Raleigh, N.C. — Democrats ratcheted up pressure on Gov. Pat McCrory on Monday to concede the gubernatorial race to Roy Cooper.
As counties continue to tally provisional ballots, Cooper's lead has grown from fewer than 5,000 on Election Night to more than 6,600 by Monday evening. But McCrory's campaign and other Republicans have filed a slew of challenges to vote totals in more than half of North Carolina's 100 counties, alleging voting by dead people, active felons and people casting ballots in two states.
The protests so far have largely been dismissed by Republican-controlled county elections boards as either factually incorrect or unproven. The State Board of Elections plans to meet Tuesday to decide how to instruct counties to handle ballots that have been shown to be ineligible.
Democrats say that, even if the challenges were all upheld, it still wouldn't change the outcome of the election, so McCrory should admit defeat.
"It’s disrespectful to all North Carolina voters for Gov. McCrory to continue to not just refuse to accept this election but to actively protest it," Democratic 4th District Congressman David Price said. "You can’t just respect the electoral process when it favors your side."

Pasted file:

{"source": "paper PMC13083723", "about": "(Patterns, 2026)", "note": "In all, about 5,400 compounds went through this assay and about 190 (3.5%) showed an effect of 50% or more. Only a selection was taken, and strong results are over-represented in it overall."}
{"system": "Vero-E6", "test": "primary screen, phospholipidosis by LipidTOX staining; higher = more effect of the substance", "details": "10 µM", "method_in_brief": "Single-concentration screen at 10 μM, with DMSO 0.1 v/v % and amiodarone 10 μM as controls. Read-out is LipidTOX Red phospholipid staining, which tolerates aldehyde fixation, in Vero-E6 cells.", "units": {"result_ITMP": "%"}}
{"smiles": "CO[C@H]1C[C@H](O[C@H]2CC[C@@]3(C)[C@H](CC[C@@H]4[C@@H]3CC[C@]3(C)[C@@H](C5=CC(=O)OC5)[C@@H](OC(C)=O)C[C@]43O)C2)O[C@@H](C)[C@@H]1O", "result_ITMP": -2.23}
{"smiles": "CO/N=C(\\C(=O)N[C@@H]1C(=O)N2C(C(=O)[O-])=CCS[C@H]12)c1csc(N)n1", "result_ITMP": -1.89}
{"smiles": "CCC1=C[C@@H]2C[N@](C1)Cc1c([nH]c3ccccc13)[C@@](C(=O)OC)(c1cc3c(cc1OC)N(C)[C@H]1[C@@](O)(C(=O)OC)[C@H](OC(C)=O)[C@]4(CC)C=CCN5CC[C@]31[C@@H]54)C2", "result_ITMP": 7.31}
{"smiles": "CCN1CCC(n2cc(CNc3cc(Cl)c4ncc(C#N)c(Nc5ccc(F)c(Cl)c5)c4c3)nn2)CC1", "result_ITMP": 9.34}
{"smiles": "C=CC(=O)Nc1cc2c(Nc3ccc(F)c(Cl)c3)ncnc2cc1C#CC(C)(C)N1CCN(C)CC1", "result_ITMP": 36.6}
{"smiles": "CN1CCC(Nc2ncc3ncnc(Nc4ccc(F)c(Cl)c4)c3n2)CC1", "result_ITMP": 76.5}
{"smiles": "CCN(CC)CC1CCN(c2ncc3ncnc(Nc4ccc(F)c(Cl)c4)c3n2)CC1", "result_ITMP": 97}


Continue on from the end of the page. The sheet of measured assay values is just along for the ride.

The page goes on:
Democratic 1st District Congressman G.K. Butterfield noted that most of the counties where Republicans have filed challenges have large populations of black voters. He called such efforts "baseless" and "a fishing expedition."
"For him to continue to refuse to concede this election is shameful," Butterfield said of McCrory. "There is no evidence whatsoever, not a scintilla of evidence there’s system-wide fraud in this election in North Carolina. (Republican presidential candidate) Donald Trump won North Carolina. Some of our (Democratic) Council of State members who’ve been around for many years lost the election. There’s no evidence of voter fraud."
The McCrory campaign countered by accusing Cooper of trying to short-circuit the electoral process to allow ineligible votes to stand.
"It may be because he needs those fraudulent votes to count in order to win," McCrory campaign spokesman Ricky Diaz said in a statement. "Instead of insulting North Carolina voters, we intend to let the process work as it should to ensure that every legal vote is counted properly."
Meanwhile, Cooper is proceeding as if he will be inaugurated in January, naming the leaders of his transition team on Monday and launching a website for people to apply for positions in his administration.